The 2011 Dragon will be transformational bringing a very different energy to the world. Direct communication, ambition, drive and the fight for authority will create turmoil and aggression in the world. Rabbit diplomacy will be out the window and honest communication and open conflict back in fashion. But Dragon conflict is not necessarily a bad thing.  Unlike the chaos and disaster associated with dragons in Western folklore, the dragon in China is a sign of good fortune and happiness. The year of the Dragon is considered a good time for getting married, having children, starting new businesses, and making money.  Everything this year, good or bad, will seem bigger than life and larger in magnitude leading to an apex of change for the world.

Cosmic forces will be powerful during 2012.  The sun is predicted to have storms, or Coronal Mass Ejections, which will cause power disruptions and other problems during the year and peak in December 2012. The Chinese believe three symbolic stars are powerful this year, the star of the Aggressive Sword which brings hostility, violence and aggression; the star of the External Flower of Romance which brings infidelity and marital discord; and the star of Powerful Mentors which brings support from influential people.  

Being Roosters, we found the Rabbit year stifling for our hen-pecking and argumentative personalities. We are looking forward to the energetic 2012 Dragon year, where direct communication and controversy are back in fashion.

Tuesday, December 6, 2011

Finding an Ideal Home in Hawaii

When we arrived in Hawaii we were told most newcomers return to the mainland within four years. Yet after four years living in Hawaii,  we cannot imagine ever leaving the islands.  However, we have met hundreds of people over the past years that regret the house or condo they own in Hawaii and wish they had known more about the climate, laws, and culture before they bought.  Instead of the tropical paradise they envisioned, they own a hot, moldy house in a rain forest community they do not resonate with.

The stories of miserable people in Hawaii planning their escape back to the mainland, as well as happy stories from the people who found their paradise in Hawaii, inspired us to write the book, “Your Ideal Hawaii Home: Avoid Disaster when Buying or Building in Hawaii”.  The book describes the common misconceptions people from the mainland US, Canada, and Europe have about Hawaii; it provides information and resources to help people dreaming about a Hawaii home find the right place.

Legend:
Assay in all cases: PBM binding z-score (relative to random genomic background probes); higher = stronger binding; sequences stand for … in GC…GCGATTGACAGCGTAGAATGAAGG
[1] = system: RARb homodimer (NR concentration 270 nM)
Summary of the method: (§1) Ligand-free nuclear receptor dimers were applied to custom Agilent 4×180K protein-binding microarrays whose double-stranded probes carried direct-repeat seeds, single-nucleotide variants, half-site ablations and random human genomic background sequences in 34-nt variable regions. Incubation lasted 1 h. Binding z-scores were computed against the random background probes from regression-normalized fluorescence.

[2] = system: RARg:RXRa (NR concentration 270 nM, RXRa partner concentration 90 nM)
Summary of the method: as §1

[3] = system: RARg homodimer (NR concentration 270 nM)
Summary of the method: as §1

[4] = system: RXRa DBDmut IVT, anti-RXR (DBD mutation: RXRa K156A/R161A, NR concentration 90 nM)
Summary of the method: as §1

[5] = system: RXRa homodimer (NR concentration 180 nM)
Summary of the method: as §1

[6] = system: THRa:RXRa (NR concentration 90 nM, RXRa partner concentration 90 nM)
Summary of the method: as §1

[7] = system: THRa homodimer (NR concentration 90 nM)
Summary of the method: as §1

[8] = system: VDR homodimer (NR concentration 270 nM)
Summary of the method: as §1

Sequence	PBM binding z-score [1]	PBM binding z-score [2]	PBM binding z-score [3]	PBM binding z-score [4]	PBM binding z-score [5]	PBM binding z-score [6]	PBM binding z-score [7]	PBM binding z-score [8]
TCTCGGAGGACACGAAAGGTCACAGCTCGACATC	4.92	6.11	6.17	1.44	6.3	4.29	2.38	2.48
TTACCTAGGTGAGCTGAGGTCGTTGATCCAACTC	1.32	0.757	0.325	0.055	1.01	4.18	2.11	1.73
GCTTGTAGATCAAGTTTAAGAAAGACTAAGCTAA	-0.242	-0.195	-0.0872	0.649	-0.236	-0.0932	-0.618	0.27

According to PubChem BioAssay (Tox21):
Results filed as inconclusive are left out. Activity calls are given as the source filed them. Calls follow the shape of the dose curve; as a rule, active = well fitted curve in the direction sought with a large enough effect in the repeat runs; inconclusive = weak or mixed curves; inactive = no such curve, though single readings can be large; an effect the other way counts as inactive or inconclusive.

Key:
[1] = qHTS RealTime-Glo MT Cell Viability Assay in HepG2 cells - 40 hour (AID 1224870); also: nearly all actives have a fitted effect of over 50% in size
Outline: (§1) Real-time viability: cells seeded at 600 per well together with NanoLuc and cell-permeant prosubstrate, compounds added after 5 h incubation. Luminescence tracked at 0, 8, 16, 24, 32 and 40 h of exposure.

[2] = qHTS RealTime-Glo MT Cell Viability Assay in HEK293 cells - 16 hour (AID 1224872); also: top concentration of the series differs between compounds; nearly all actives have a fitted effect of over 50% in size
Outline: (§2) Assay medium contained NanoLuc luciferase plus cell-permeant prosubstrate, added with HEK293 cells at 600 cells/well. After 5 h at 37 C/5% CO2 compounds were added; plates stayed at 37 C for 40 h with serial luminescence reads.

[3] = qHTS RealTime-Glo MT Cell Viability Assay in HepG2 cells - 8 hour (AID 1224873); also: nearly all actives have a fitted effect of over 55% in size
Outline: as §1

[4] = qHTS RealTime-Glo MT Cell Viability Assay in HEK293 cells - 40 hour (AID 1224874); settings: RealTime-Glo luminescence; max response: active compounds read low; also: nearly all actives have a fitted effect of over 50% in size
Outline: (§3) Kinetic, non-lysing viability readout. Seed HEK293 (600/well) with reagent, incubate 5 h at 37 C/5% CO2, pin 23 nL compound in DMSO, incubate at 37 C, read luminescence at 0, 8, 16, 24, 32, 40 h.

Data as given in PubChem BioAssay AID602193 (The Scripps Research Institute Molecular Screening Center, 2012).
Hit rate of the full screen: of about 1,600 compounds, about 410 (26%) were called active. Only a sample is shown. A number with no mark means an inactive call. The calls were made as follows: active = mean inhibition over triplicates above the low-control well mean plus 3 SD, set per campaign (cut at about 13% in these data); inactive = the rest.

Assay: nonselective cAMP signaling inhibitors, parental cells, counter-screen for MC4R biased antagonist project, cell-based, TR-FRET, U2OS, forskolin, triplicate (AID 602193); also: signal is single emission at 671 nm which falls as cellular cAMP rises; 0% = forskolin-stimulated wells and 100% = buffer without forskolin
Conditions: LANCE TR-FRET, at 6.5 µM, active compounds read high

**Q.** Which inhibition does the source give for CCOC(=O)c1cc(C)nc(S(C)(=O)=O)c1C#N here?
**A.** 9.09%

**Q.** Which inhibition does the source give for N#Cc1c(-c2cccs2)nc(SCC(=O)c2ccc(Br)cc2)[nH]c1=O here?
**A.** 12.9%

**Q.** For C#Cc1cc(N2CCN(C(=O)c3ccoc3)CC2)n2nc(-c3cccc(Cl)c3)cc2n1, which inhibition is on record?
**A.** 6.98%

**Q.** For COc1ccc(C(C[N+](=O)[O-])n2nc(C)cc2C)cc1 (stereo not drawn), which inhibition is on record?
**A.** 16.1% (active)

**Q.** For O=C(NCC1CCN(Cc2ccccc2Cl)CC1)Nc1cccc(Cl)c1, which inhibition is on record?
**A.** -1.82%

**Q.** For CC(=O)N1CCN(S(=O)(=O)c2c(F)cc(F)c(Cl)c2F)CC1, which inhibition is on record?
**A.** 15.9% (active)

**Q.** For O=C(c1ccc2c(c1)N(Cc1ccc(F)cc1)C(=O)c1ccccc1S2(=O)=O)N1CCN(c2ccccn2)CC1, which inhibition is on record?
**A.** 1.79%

Here are a few of the misconceptions about Hawaii that are covered in the book.

Hawaii’s Climate
Most visitors to Hawaii don’t realize that the resort hotels in Hawaii are located in the few extremely dry climate zones on the islands. The residential areas, however, are mostly in the less pricey, tropical climate zones with average rainfalls of 80 to 300 inches a year.  We have met so many people that bought their house after a sunny vacation in Hawaii only to be completely miserable living under a downpour of rain that never lets up.

Hawaii house design
It is easy for people from the northern climates to recognize the lunacy of building a grass shack in a cold climate;  you would likely freeze to death in the winter.  But the same thinking does not seem to apply when they build their house on a tropical Hawaiian island.  Without any research, people spend their life savings on a house with thick insulation, large windows that do not open, short eaves, surrounded by large trees and foliage. In Hawaii, these homes are solar oven hell-houses that retain heat, attract bugs, grow mold, cause heatstroke, and cost a fortune to keep cool and dry.

Hawaii is in the Tropics
The perfectly manicured grounds and air conditioned rooms in a Hawaii hotel hide the fact that the islands are in the tropics. Though this may seem obvious, we have met many newcomers horrified by the size of bugs and sorry they moved to Hawaii just over that. Living in the tropics means big bugs, tropical parasites, and getting overheated while trying to keep up with the fast growth of plants. Tropical flowers and fruits are a beautiful sight to behold, however, maintaining a garden and controlling bugs in the tropical humidity and heat is more work than many realize.

Property Laws
Property laws in Hawaii are a unique combination of historic laws, articles in the Hawaii Constitution, and Hawaii Revised Statutes. Land use laws, historic claims, and permits, implemented by state and county organizations, are restrictive and no title is entirely free of encumbrances.

The book is available in Kindle ($4.99) and paperback ($9.99) versions. You can view the table of contents and read the first chapter free, by clicking on the Amazon link below and selecting “Look Inside”.

Our hope is that the book helps people planning to buy or build in Hawaii find a home on the islands with a climate they love and in a community where they can flourish.

Let us know what you think.